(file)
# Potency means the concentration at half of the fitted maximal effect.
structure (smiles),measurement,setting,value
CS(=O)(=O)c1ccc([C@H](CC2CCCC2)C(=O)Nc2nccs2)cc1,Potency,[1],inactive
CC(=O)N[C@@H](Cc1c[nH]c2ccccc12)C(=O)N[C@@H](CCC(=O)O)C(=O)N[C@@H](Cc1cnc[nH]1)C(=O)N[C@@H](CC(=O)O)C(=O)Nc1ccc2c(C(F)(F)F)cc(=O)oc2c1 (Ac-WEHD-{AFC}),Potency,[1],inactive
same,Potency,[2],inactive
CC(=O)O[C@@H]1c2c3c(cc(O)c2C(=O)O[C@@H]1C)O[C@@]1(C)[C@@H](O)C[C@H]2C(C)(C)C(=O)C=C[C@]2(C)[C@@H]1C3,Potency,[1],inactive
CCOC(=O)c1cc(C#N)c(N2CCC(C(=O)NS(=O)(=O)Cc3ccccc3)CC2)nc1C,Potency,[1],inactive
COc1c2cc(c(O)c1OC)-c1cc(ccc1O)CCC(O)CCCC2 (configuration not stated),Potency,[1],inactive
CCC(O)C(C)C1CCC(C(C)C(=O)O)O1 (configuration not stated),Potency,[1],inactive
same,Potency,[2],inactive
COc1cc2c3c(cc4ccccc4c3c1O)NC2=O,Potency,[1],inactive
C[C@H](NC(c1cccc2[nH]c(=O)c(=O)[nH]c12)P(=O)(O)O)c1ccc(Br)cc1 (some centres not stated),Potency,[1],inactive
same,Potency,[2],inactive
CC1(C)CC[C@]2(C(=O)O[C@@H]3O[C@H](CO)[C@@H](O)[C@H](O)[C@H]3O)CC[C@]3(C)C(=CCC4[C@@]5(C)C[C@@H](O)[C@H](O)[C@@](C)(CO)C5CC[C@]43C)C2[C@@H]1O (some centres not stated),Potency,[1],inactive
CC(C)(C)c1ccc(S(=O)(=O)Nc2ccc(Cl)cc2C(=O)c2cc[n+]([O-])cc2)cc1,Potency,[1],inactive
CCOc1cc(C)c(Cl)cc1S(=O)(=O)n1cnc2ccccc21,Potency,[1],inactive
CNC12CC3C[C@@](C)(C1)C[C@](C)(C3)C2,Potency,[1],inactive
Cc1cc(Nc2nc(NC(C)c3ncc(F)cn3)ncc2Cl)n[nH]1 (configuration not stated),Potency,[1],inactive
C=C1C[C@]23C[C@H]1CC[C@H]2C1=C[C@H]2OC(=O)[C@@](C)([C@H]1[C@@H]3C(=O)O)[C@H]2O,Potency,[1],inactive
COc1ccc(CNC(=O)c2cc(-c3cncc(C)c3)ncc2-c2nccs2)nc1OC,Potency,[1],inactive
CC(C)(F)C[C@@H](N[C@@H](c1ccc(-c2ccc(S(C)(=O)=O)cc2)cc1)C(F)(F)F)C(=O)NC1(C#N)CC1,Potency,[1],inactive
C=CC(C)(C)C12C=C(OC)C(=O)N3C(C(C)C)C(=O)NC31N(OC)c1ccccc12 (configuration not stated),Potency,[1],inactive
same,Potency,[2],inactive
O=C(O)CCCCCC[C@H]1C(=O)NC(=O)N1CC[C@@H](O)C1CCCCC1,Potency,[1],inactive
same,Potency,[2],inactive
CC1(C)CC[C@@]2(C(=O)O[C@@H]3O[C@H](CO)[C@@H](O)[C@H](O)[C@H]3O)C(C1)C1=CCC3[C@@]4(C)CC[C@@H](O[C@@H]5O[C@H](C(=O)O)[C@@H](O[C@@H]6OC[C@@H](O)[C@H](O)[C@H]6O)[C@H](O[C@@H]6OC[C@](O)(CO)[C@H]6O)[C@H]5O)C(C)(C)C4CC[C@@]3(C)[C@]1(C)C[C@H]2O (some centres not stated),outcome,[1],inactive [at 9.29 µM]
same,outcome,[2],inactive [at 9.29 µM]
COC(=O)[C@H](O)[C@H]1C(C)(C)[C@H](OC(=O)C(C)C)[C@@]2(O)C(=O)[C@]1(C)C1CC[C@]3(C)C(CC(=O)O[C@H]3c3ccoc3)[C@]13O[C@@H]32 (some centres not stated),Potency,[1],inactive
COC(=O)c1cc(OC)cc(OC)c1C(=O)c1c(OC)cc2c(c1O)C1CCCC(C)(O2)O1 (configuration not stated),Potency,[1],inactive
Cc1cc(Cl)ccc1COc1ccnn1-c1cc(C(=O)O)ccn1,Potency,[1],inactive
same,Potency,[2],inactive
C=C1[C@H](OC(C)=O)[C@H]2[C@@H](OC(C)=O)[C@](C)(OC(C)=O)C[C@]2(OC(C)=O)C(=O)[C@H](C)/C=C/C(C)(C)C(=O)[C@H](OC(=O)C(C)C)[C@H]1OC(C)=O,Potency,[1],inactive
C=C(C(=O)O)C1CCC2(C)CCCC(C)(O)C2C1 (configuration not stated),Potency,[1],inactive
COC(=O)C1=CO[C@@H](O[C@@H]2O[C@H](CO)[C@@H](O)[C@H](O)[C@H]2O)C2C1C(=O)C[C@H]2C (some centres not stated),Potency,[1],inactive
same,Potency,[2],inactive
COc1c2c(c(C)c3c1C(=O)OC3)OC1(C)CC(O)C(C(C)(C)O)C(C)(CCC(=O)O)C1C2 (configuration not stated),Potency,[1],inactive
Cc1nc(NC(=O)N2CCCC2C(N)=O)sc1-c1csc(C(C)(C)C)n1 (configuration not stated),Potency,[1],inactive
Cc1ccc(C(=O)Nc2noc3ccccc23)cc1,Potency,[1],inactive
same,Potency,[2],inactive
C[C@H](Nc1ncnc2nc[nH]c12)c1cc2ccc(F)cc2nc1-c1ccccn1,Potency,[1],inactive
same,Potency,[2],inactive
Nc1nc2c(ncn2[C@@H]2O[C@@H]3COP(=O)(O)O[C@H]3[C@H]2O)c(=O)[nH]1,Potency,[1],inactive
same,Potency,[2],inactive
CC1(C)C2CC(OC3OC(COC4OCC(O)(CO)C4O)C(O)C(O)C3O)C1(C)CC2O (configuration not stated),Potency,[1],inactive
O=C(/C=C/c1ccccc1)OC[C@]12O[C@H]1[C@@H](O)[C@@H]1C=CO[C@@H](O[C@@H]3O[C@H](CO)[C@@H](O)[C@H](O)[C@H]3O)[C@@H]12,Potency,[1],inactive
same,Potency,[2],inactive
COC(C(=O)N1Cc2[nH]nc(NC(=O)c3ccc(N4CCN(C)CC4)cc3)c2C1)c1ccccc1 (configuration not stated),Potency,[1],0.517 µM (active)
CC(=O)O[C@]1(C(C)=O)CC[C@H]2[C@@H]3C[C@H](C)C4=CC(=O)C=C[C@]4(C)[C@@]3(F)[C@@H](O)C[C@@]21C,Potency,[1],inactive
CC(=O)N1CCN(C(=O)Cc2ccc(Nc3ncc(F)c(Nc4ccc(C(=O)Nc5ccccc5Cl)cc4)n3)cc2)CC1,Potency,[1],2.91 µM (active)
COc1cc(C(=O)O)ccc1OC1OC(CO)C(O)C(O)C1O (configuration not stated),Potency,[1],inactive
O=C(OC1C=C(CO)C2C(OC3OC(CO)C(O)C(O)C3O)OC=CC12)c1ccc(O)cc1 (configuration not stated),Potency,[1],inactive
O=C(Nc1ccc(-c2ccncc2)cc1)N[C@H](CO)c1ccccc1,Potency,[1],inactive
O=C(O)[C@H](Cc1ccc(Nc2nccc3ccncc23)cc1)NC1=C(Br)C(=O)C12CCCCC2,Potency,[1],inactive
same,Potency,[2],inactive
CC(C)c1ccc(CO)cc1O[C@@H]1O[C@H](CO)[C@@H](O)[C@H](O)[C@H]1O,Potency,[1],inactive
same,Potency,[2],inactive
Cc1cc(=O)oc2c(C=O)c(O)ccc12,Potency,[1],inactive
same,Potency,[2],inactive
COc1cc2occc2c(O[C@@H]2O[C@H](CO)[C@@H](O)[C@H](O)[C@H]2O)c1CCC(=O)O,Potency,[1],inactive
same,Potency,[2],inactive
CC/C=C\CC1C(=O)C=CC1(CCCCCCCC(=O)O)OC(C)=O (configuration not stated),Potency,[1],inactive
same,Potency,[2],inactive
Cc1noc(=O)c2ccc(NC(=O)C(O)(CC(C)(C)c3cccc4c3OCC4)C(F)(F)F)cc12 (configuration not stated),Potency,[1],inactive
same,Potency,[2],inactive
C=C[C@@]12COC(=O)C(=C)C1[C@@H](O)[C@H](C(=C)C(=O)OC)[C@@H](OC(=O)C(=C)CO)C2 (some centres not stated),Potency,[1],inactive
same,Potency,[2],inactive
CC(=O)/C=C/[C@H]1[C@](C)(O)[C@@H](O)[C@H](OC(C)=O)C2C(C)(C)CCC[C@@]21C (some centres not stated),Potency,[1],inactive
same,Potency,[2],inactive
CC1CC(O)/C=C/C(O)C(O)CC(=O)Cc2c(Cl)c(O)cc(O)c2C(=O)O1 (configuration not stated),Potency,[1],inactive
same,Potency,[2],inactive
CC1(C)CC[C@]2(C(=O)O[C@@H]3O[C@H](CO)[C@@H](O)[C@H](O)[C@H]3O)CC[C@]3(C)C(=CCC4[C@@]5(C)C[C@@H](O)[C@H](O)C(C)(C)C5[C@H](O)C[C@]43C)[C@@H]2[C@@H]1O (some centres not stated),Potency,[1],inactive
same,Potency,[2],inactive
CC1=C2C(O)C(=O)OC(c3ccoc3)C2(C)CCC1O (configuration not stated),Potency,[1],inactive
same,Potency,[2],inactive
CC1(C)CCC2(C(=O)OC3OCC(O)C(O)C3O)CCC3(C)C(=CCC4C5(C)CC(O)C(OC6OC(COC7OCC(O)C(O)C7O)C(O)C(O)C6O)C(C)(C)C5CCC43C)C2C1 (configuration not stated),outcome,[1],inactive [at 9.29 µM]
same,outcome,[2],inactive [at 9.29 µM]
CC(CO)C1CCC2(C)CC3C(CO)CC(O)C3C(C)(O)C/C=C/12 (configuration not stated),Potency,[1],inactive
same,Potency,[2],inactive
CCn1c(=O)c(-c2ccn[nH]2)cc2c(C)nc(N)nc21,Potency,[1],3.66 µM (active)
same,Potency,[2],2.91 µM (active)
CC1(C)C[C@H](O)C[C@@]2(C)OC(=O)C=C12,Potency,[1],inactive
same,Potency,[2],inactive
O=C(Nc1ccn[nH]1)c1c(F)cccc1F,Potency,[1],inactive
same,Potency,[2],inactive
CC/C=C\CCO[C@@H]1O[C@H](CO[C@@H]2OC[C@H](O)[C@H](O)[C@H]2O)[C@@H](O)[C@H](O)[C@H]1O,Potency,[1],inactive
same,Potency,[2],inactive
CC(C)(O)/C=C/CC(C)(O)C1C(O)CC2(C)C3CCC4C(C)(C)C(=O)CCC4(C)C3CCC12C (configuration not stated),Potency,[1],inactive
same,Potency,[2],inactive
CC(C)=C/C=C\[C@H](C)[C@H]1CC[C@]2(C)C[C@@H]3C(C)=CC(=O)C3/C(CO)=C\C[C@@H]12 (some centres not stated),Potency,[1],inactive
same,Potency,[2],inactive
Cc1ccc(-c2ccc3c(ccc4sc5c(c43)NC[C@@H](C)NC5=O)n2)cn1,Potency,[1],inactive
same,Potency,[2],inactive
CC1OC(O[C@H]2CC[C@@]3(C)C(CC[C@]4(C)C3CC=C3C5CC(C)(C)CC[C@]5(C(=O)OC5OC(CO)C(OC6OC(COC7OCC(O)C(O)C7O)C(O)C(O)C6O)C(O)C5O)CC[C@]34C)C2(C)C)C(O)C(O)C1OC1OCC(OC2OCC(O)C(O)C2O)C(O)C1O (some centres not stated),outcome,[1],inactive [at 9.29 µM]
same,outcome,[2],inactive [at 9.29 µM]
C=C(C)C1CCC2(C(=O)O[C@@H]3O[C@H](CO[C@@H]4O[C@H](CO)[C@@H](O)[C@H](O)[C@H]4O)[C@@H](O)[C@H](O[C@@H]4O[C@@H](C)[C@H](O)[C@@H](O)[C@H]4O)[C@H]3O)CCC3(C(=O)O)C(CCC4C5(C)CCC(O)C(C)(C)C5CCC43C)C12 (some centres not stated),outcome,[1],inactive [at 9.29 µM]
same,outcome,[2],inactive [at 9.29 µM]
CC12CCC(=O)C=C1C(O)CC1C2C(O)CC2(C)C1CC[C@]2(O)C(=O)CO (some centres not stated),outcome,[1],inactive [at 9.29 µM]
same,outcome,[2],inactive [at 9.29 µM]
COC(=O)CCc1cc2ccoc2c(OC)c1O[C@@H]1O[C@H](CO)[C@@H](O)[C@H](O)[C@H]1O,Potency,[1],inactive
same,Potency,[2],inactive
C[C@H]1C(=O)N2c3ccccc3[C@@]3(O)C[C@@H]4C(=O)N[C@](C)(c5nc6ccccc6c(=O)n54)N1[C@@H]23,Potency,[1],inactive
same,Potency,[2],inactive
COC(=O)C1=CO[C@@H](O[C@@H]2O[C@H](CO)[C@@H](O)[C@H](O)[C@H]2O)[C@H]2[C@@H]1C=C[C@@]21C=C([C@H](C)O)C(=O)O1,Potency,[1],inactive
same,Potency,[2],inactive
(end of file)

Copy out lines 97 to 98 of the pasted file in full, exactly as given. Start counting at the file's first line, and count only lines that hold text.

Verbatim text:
CC12CCC(=O)C=C1C(O)CC1C2C(O)CC2(C)C1CC[C@]2(O)C(=O)CO (some centres not stated),outcome,[1],inactive [at 9.29 µM]
same,outcome,[2],inactive [at 9.29 µM]